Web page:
With the recent ruling no. 181 published on 27 April 2022, issued as part of the Fornero Procedure opposition proceedings, the Court of Vicenza expressed its opinion on whether absences due to illness attributable to the employee’s disability can be included (or not) in the protected period.
The case originated from the dismissal of an invalid employee for having been absent due to illness for a period exceeding 365 days in the last three years, thus exceeding the protected period governed by the Agidae social-assistance collective labour agreement applicable to the employment relationship.
The employee, challenging the dismissal, objected to its discriminatory nature on grounds of disability, asking the Judge to declare it null and void.
In support of her argument, the employee invoked the Community legislation on direct and indirect discrimination (EU Directive 2000/78/EC) and rulings of the European Court of Justice on the subject, arguing that the employer was obliged to adopt “reasonable accommodations” to “guarantee persons with disabilities full equality with other employees.” This means the employer should have excluded from the protected period calculation the days of absence attributable to “endometriosis”, which was her declared disability, to avoid exceeding the protected period.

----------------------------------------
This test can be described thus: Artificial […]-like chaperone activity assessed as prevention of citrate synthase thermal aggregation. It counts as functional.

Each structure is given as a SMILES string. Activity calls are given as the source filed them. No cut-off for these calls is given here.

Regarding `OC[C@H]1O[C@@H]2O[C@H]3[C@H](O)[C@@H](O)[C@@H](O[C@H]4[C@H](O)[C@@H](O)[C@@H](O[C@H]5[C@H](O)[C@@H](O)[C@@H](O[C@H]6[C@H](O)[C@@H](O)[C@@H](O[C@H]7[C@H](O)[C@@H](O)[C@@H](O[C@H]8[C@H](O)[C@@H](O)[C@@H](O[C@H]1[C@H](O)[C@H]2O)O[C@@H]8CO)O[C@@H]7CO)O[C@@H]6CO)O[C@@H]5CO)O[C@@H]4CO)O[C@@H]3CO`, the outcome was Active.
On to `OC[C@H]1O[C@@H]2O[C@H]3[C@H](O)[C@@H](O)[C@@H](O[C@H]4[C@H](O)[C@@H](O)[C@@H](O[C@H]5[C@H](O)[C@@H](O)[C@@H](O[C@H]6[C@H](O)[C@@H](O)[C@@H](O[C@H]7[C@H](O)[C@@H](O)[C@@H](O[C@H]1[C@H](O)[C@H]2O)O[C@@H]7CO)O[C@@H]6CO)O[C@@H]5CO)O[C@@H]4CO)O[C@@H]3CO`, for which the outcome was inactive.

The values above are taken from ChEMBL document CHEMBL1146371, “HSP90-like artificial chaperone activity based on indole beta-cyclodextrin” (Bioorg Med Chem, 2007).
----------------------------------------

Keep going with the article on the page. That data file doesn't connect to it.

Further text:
The Court, confirmed the order made during the summary proceedings and rejected the employee’s opposition based on several arguments.
While it is undeniable the European Court of Justice found indirect discrimination against the disabled in the way absences due to illness were calculated, since the disabled employee was subject to a greater risk of accumulating sick days, it is equally true that the conclusions reached by the European Court cannot be applied to every disabled person’s dismissal.
This is because it is up to the national court to establish whether the employer has ensured “reasonable accommodation” for equal treatment and verify the legitimacy of the purpose pursued by the national legislation.
During the proceedings, the Court found that the employer had adopted numerous “reasonable accommodations” in favour of the employee, including undergoing medical examinations which determined the employee’s fitness for the specific task.
The Court expressed the need to weigh the legally relevant interests of the parties, i.e., the disabled person’s interest in maintaining a job suited to her physical and mental condition and the employer’s interest in obtaining a useful service for the company, considering that Art. 23 of the Constitution prohibits welfare benefits, including those at the employer’s expense, unless provided for by law.
Continue reading the full version published in Norme & Tributi Plus Diritto of Il Sole 24 Ore.